Our daughter is eleven months old! We’ve all had a really busy month. She’s been rampaging around the house with a brick trolley, and some words have already exploded. She’s pointing, she’s declaring, she knows what she wants – and is not at all impressed with anything getting in her way. Her baby shape is giving way to a straight-backed toddler.
Our month has largely been themed around change. We’re moving house, our daughter is less baby and more toddler day by day. We’re also looking for places where we can keep things the same, to keep us settled and grounded.
I took my stuff back to work this month, which was strangely stressful. I’d quit my job which was significant, and they needed their laptop back. I needed to prepare myself, in case I bumped into anyone. I enlisted the help of my husband so that he could watch the baby, I showered, I brushed my hair, I put on jeans that didn’t have milk sick on them, I practised my smile and easy-breezy chat. As it worked out, I saw no-one, left my stuff with the receptionist, and it was strangely anti-climactic.
Very odd feeling, but another wave of stuff out the house, and one fewer thing to move with.
Half of our life in our old house has been packed up in boxes. It’s slow work and it’s taking time.
We’re hoping to move in around three weeks, and my husband has started framing things as though we’re going away on holiday: donate or use what you can, pack everything else, and leave out the things you’d need for a three week holiday. This is almost helpful, but I’ve never been on a three week holiday.
There’s something quite confrontational about going through your life and deciding -one object at a time – whether each thing has a place in your new life. I’ve written before about doing the 30-day minimalism game, and taking a full car-boot to the charity shop has been a monthly ritual since our daughter was born. So, I am no stranger to sifting and sorting!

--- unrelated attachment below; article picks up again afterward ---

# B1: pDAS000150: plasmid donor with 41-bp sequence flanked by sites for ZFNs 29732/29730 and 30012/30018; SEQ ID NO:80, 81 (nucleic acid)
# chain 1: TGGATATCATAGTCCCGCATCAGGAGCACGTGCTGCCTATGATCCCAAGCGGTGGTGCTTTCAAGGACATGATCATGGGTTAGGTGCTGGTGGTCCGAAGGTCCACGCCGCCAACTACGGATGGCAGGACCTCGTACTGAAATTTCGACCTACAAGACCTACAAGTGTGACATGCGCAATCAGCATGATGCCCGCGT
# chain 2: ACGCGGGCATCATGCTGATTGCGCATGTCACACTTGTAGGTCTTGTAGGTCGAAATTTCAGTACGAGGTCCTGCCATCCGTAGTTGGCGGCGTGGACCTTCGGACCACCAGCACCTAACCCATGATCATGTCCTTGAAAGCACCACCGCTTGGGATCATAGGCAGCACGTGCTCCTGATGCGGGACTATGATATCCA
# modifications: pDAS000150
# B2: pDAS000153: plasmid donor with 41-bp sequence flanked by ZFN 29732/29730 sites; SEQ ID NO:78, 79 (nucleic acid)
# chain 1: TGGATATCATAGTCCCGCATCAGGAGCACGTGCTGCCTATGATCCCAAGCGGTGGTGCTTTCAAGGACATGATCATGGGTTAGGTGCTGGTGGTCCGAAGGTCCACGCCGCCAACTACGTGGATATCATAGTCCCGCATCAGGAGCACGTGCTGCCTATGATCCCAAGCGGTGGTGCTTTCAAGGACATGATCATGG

But packing up a house feels tricky and more significant. Trying to do it around an inquisitive 11-month old is also no joke. Everything looks interesting and different to her, and she wants to be involved and included: tying together coathangers, taping up boxes, writing on the boxes with pens, putting things into containers and then taking them out again.
Our daughter is coping really well with all the change, but it’s making her really tired. She’s fine and happy, interested in exploring, and then she crashes, hard.
Staying the same
The more we pack and the more things shift, the more I need some things to stay the same. This feels disproportionately important to me for some reason, like something awful will happen if I don’t. The world will stop spinning, I will stop being me, our family will stop working, we will lose our way. I’m not sure if this need for consistency is for me, or for our daughter, or both. Daily and weekly rituatials I am clinging to include:
- Sourdough, which we make weekly, using this recipe
- Sprouting seeds. My particular favourite is alfalfa
- Reading stories to our daughter. Her current favourite is a squash and a squeeze, by Julia Donaldson
- Our nap and nighttime routines. Our daughter is pleased by things happening that she recognises, and squeals when she recognises things happening.
- Getting out and walking, as part of the walk 1000 miles challenge. We’re currently up to 444 miles, which I’m really proud of.
Anyway, that’s what we’ve got going on right now.
Lots of love,
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